EVs of Norway, and other news…

July 22, 2015 § Leave a comment

IMG_0985 IMG_0945Some holidays snaps for you. The Norwegian economy and its oil/gas industry isn’t up for discussion here, but the country’s doing pretty well when it comes to electromobility. Latest figures: one in three new cars sold in the last quarter of 2015 were EVs (aided, of course, by generous tax breaks and incentives) and the country is now Europe’s leading EV-buyer. Best-sellers in June were the Volkwagen e-Golf and Tesla Model S, followed by Nissan Leaf and Renault Zoe (more figures here). Interestingly, there appear – in cities including Bergen and Stavanger, at least – to be a fair few old-school micro-EVs still knocking around as well, particularly the homegrown but long-dead Think but also some odd little microcars I’ve never seen outside the Nordic/Scandinavian countries. However, the likes of the Leaf (too many to shake a stick at) and i3 are rapidly becoming popular, and I spotted plenty even in remote rural western-fjord villages. And where the Norwegians are doing well is hydropower: not only are they charging their cars, powering their homes and industries and much else from it (whilst exporting their fossils) but there are some intriguing proposals to use their reservoir/dam system in a large-scale, pan-European storage network. IMG_0973IMG_0880

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And catching-up with other news… The Tesla upgrades and promise of new Roadster, etc, and the not-very-hybrid London buses have already been covered well elsewhere, so moving swiftly on:

  • Volkswagen’s previewed its V-Charge tech (developed in partnership with ETH Zurich, Bosch, Braunschweig Technical University and teams from universities of Parma and Oxford) for automated valet parking/charging of electric vehicles. The car ‘looks’ for an empty space with inductive charging facilities, charges, then – very thoughtfully – moves itself on when finished to a conventional space, freeing up the chargers for another EV. All controlled via smartphone app, used again by the driver to summon his/her car back later. It’ll work within defined (but not necessarily enclosed) zones such as multi-storey car parks, demands relatively little new complex infrastructure, and is already functional in Volkswagen’s demonstrator vehicle. More, including link to video, here. And Volkswagen is also working on an automated (robotized) DC quick-charging system called e-smartConnect: the robot connects up/disconnects vehicle with charger and can travel around a car park to connect cars as required, as an alternative to wireless induction tech which can also work in parallel with the automated valet-parking.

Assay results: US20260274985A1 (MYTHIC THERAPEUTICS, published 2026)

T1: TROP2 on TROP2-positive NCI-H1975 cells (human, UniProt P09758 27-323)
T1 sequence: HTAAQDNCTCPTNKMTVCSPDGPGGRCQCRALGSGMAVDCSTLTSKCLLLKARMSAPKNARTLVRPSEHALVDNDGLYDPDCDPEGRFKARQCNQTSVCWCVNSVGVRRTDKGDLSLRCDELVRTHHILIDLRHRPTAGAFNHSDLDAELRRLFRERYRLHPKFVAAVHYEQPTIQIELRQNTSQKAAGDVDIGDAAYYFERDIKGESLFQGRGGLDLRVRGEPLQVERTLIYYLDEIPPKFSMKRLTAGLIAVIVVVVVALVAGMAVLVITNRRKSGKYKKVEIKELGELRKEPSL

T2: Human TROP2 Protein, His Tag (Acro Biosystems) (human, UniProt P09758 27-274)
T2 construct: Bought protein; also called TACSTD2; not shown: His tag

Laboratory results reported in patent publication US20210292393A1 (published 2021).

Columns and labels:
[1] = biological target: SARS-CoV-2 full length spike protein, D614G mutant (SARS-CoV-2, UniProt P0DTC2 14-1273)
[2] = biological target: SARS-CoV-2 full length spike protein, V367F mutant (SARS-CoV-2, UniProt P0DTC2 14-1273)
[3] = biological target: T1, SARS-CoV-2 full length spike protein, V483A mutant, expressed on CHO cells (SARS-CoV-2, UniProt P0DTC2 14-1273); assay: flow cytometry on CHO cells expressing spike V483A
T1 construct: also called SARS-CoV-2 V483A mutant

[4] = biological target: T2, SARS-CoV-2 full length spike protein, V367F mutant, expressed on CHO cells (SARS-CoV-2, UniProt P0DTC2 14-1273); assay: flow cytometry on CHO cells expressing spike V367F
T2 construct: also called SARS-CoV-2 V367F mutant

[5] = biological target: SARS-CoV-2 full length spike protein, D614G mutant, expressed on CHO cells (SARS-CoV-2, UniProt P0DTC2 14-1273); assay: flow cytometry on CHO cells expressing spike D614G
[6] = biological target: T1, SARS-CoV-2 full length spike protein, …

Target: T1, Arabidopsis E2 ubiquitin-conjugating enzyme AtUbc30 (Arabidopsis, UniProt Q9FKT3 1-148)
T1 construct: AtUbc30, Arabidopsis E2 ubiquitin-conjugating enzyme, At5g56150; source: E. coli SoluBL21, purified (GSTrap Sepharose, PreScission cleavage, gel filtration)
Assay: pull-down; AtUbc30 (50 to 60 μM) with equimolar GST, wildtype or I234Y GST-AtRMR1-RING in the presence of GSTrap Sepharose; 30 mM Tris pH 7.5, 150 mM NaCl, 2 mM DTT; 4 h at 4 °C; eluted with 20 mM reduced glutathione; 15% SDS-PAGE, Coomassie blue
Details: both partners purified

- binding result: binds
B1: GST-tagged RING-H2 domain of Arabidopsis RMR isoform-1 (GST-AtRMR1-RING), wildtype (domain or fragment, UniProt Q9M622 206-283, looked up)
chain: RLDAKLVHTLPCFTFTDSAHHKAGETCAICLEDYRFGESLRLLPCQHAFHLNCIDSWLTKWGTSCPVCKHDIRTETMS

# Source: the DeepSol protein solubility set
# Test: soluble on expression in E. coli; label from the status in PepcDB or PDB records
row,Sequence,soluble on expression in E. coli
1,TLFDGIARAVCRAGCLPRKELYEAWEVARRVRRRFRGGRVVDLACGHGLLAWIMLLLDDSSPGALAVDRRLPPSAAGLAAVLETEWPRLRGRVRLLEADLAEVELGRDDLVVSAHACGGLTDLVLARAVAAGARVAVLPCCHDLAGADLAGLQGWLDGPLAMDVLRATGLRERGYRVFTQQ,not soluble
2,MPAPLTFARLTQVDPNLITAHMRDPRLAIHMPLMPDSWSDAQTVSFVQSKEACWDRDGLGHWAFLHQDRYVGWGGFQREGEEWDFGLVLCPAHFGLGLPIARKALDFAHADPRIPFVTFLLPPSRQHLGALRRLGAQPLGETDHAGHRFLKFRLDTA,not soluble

• BMW has released details about the activities of its newly-established Centre of Urban Mobility Competence (in Berlin, and yes, I’d be very interested in working there) which is looking at the future of services/technologies including (electric) car-sharing, smart navigation, intermodal connections, etc. and developing/implementing new concepts. “We are setting out to establish ourselves as the leading supplier of premium products and premium services for personal mobility worldwide,” says Dr Bernhard Blättel, Vice President Mobility Services. No kidding… Top priority, apparently, “is to safeguard mobility for all users at its current level at the very least. Deprivation or coercion are not an option.” Basically, it’s about creating better transport options for people to choose – and why wouldn’t they, if these are convenient, accessible and, indeed, desirable? – which can only be a Good Thing.
  • And BMW’s also been talking about its hydrogen-powered fuel cell future (tech co-developed with Toyota): large-scale production by 2020, with a fleet of test vehicles based on the 5-Series GT on the road, plus a prototype based on the i8 under test. Full details here. Plug-in hybrid versions of the 2-Series Active Tourer are also on their way to showrooms, it seems. Some hedging of bets, or a clear differentiation of different types of powertrain for different types of vehicle/usage?
  • Detailed discussion of role of PHEV as a transition technology to fossil-free transport published here, with reference to the role of PHEVs in grid-balancing. Inference is that focusing on PHEVs – which can function as a household’s only or main vehicle in higher-mileage applications – will move electromobility on much faster than relying on or trying to push all-electric vehicles.
  • Freewire Technologies is partnering with Siemens to commercialise its MobiCharger – a mobile EV-charging unit with different outputs which utilises second-life EV batteries. Trials are starting at the LinkedIn HQ in Mountain View, California (where 100s of employees commute to work in EVs, apparently). More here.
  • This week’s EV’s start-up news: Faraday Futures, featuring recruits from plenty of high-profile OEMs, including Lotus and Tesla, promising a high-tech, premium-level vehicle for 2017. Motor Trend analyses.
  • Smart move or sad indictment? Blink, EV network operator in the US, is introducing post-charging fees to deter EV owners from hogging charging points/parking spaces once they’ve topped up their batteries, reports Transport Evolved.
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